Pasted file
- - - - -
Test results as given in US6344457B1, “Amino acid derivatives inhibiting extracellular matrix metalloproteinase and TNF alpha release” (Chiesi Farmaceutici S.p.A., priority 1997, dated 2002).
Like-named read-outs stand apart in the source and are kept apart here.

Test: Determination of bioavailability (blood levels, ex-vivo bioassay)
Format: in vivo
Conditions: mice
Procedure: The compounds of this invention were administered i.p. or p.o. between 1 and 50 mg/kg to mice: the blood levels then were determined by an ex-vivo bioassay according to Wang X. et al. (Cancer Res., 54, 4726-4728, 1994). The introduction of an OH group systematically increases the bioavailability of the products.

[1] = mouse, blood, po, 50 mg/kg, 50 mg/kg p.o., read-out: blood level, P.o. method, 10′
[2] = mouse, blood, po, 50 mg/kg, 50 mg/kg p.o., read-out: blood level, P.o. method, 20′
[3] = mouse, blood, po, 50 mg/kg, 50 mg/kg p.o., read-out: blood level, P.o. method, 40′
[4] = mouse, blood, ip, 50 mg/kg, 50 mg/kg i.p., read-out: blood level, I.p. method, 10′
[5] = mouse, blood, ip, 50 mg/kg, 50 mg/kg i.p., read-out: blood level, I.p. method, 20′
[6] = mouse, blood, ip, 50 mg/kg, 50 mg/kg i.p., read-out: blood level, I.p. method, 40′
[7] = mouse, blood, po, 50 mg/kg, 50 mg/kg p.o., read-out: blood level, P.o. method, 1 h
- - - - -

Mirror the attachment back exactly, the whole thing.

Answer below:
Test results as given in US6344457B1, “Amino acid derivatives inhibiting extracellular matrix metalloproteinase and TNF alpha release” (Chiesi Farmaceutici S.p.A., priority 1997, dated 2002).
Like-named read-outs stand apart in the source and are kept apart here.

Test: Determination of bioavailability (blood levels, ex-vivo bioassay)
Format: in vivo
Conditions: mice
Procedure: The compounds of this invention were administered i.p. or p.o. between 1 and 50 mg/kg to mice: the blood levels then were determined by an ex-vivo bioassay according to Wang X. et al. (Cancer Res., 54, 4726-4728, 1994). The introduction of an OH group systematically increases the bioavailability of the products.

[1] = mouse, blood, po, 50 mg/kg, 50 mg/kg p.o., read-out: blood level, P.o. method, 10′
[2] = mouse, blood, po, 50 mg/kg, 50 mg/kg p.o., read-out: blood level, P.o. method, 20′
[3] = mouse, blood, po, 50 mg/kg, 50 mg/kg p.o., read-out: blood level, P.o. method, 40′
[4] = mouse, blood, ip, 50 mg/kg, 50 mg/kg i.p., read-out: blood level, I.p. method, 10′
[5] = mouse, blood, ip, 50 mg/kg, 50 mg/kg i.p., read-out: blood level, I.p. method, 20′
[6] = mouse, blood, ip, 50 mg/kg, 50 mg/kg i.p., read-out: blood level, I.p. method, 40′
[7] = mouse, blood, po, 50 mg/kg, 50 mg/kg p.o., read-out: blood level, P.o. method, 1 h